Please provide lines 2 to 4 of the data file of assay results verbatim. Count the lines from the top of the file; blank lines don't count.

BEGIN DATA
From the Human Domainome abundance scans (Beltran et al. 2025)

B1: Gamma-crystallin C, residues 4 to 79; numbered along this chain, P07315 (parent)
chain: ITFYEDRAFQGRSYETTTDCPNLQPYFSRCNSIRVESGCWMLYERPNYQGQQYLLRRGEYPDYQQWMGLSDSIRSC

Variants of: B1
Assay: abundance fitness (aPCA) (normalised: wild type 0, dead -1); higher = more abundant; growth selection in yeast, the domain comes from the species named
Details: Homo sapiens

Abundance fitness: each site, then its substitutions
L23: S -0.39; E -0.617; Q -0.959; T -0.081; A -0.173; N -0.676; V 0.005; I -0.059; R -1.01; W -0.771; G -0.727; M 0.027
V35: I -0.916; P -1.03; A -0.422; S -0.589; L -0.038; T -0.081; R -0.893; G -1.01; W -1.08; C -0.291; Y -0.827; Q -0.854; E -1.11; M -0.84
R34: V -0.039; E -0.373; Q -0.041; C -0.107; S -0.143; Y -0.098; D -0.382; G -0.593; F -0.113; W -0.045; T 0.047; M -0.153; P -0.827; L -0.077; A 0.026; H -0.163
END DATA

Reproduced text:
B1: Gamma-crystallin C, residues 4 to 79; numbered along this chain, P07315 (parent)
chain: ITFYEDRAFQGRSYETTTDCPNLQPYFSRCNSIRVESGCWMLYERPNYQGQQYLLRRGEYPDYQQWMGLSDSIRSC

Variants of: B1